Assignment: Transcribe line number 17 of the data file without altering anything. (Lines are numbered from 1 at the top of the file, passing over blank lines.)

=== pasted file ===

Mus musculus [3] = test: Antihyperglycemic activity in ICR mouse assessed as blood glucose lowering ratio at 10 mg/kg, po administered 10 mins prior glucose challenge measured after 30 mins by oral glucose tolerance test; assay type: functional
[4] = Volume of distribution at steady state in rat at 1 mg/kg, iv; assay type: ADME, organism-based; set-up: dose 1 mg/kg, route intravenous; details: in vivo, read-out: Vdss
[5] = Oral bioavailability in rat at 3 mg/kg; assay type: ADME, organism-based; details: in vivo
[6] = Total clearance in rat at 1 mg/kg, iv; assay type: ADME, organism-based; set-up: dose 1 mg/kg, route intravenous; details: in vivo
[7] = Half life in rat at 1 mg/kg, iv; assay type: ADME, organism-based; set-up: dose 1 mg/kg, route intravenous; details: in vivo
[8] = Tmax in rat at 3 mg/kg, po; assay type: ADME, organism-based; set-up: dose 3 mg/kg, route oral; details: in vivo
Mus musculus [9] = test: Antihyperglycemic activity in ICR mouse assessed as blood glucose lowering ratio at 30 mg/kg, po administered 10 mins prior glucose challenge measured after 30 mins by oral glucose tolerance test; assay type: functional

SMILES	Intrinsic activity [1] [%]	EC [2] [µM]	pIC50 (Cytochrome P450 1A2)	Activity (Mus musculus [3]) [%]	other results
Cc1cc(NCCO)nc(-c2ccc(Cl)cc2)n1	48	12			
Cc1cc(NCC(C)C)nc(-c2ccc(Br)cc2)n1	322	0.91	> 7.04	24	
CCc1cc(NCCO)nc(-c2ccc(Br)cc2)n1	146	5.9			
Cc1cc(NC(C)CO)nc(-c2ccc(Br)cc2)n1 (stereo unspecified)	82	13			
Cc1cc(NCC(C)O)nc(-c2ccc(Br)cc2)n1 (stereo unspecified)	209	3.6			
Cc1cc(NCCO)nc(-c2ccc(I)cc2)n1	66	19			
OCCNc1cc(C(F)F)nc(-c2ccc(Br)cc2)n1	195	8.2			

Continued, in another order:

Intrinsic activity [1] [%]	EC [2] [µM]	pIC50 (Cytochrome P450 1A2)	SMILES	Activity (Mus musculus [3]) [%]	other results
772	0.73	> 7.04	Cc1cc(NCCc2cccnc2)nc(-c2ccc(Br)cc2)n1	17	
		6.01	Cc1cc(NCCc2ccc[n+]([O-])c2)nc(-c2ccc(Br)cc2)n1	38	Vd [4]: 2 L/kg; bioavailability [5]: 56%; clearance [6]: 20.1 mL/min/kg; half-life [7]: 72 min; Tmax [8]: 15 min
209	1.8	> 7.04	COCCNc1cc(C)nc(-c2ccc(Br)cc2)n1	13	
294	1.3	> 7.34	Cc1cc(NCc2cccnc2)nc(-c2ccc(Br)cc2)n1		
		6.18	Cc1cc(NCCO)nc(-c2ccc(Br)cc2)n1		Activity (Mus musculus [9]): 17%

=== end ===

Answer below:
Intrinsic activity [1] [%]	EC [2] [µM]	pIC50 (Cytochrome P450 1A2)	SMILES	Activity (Mus musculus [3]) [%]	other results